Tiny Deathstars of Foulness, a site run by security researchers has leaked a large number of accounts from Snapchat. Mine is one. Luckily I don’t mind if people know my Snapchat username. Nor do I mind if my number, along with a few million others, is sold to some dastardly scamp who’s gonna’ what, call me and try to sell me crap (that happens anyway, including on my mobile)? Having said that, a lot of people are worried about their privacy. Especially if they’re using a tool like Snapchat to send pictures their wives or husbands might not appreciate them sending (I’m thinking Bobby Petrino here) or something more nefarious. So for those who are into privacy, or those who are just curious, how do you know if your snapchat information was part of the leak and do you care? Well, you could download the CSV and search within it (e.g. from Excel), here. You could also grab a SQL dump, here. If you don’t wanna’ download a huge file and parse through it, you can also just run a search at a site like that just parses through the simple SQL database as well. Screen Shot 2014-01-11 at 9.22.49 AMSimply go to the site, type your username or mobile number and click Check. If your information was leaked you’ll see a message similar to the following. Screen Shot 2014-01-11 at 9.23.22 AMNow, I was once quoted for saying “It’s not hacking if you know the password.” This is kinda’ how I feel about this exploit. Snapchat has a recent(ish) API that they have developed. An API allows other sites to interact with your site. Everyone under the sun has an API, including the most popular social networks such as Twitter, Facebook, etc. ┬áThe API allows those sites to exchange data. For example, my Fitbit can post to Twitter (not that I really do but it can) using the Twitter API. A lot of the bots that run on these networks leverage the APIs to do so. It’s an exchange of data. In fact, anyone can use these APIs. All you have to do is request a key. Most companies limit the rate of information that can be pulled down using an API via a feature called rate limiting, which limits the amount of queries that can be performed.Snapchat should implement such a feature. It would be go a long way in satisfying security researchers. Does Snapchat, a tool that touts anonymity, really need an API? Is this leak actually just a sign of much more severe security issues with Snapchat? Or, more to what I away from this, is the question of whether or not a developer should ever expose data specifically meant to be anonymized, to an API…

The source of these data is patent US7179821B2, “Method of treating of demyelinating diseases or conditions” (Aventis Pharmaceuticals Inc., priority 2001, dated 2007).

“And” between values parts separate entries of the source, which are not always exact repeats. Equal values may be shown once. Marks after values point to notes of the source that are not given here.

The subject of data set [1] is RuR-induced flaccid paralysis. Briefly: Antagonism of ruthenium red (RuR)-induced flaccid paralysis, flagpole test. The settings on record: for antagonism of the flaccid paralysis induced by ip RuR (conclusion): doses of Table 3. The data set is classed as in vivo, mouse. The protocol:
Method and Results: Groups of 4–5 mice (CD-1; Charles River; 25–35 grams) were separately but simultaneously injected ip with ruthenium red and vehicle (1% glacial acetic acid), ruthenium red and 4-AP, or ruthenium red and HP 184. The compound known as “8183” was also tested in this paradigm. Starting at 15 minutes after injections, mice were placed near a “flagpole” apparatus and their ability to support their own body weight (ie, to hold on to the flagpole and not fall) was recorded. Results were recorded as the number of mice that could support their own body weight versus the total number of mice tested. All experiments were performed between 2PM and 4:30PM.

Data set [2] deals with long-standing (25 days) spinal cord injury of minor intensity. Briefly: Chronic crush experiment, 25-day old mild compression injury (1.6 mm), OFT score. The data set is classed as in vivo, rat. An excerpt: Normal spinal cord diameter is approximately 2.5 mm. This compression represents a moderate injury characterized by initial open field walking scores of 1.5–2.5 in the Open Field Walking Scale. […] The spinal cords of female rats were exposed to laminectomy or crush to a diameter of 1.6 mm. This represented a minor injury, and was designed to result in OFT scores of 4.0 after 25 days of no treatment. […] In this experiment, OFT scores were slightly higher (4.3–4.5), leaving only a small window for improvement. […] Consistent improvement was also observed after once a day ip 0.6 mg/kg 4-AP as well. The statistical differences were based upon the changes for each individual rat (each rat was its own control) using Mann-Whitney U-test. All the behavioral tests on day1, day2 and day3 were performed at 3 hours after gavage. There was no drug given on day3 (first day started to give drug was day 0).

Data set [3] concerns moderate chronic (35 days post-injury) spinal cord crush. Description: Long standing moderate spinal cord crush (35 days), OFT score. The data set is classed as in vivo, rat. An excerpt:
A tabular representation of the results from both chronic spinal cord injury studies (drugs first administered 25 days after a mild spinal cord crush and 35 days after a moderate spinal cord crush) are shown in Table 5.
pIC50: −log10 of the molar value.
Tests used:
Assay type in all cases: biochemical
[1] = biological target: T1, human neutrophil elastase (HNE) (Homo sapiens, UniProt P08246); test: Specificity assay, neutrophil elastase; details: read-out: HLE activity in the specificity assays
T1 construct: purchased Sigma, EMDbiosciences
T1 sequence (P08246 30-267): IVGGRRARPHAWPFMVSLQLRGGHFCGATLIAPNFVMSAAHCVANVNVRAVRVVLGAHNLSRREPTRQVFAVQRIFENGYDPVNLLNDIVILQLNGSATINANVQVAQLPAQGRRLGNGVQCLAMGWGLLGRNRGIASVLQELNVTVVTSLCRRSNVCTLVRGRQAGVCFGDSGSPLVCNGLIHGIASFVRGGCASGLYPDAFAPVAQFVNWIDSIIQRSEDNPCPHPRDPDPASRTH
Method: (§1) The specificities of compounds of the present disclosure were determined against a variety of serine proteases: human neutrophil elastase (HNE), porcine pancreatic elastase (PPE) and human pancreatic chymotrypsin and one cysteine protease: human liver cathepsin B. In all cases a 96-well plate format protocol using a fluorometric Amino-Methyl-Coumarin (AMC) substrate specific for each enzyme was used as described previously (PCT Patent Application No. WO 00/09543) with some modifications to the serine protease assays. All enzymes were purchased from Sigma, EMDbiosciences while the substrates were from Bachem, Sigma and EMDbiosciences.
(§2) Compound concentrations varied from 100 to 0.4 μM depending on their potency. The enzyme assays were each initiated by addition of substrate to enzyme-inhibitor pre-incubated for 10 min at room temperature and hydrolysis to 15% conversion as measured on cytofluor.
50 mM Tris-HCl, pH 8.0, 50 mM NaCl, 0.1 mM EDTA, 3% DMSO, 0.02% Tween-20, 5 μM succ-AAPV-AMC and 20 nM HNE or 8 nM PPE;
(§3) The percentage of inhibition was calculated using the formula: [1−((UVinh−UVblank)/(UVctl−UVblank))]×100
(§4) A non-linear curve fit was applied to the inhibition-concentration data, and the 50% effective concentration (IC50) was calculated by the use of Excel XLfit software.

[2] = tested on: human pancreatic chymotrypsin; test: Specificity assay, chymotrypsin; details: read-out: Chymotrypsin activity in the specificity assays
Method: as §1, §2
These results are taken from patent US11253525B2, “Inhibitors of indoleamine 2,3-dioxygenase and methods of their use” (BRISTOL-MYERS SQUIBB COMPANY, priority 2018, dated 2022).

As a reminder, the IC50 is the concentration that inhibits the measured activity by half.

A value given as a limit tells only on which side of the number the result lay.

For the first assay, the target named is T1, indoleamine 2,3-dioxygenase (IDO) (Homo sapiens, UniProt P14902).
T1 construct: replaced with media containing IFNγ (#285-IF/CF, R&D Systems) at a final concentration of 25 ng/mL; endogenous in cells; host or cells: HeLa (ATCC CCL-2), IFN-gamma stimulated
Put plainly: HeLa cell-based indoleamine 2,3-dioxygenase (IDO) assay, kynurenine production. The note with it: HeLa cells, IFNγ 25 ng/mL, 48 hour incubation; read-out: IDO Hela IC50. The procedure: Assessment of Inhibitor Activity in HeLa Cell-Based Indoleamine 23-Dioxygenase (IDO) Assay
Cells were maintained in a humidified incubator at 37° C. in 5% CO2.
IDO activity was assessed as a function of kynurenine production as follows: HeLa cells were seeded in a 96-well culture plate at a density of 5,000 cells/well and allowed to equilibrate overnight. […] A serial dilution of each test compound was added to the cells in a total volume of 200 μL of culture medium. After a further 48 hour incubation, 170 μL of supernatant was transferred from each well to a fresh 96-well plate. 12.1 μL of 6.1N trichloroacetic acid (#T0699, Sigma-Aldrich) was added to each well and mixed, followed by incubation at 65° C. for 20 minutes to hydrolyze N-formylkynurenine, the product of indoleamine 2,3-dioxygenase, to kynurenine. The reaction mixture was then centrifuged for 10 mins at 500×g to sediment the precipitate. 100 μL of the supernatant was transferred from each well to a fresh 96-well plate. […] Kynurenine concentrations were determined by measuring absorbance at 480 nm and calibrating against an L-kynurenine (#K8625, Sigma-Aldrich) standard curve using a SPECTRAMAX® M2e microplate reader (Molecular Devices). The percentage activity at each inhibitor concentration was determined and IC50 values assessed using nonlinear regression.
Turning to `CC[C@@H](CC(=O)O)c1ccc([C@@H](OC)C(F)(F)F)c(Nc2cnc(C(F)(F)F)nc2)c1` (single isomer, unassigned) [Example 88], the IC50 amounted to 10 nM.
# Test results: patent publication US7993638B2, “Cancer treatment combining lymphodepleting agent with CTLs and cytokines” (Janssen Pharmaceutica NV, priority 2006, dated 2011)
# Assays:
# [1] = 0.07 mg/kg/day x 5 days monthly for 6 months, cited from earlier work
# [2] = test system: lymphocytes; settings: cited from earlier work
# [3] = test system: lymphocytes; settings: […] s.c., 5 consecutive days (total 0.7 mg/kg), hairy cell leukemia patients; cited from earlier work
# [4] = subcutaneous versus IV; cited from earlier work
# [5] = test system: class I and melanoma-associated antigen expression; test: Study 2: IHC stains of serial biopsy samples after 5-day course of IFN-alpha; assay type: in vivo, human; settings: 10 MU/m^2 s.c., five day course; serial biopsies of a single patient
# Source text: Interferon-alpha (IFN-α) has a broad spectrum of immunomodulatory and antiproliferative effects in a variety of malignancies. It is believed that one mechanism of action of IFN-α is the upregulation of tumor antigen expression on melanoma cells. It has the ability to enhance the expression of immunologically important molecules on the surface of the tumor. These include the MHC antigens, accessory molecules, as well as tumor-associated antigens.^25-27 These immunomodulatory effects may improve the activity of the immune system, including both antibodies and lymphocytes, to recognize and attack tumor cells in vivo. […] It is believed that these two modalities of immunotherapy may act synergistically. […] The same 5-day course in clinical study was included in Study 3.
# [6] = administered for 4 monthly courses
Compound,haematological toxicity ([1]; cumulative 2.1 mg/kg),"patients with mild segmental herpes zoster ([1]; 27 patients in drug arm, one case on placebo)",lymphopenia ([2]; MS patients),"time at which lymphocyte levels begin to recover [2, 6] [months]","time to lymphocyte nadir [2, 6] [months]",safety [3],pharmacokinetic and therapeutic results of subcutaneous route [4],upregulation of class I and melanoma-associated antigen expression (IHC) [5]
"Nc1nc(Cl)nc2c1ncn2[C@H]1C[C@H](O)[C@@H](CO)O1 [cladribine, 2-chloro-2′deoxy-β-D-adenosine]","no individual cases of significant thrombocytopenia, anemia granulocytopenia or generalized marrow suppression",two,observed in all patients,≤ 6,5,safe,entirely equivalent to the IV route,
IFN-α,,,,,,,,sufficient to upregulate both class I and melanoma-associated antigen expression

January 13th, 2014

Posted In: Mac Security

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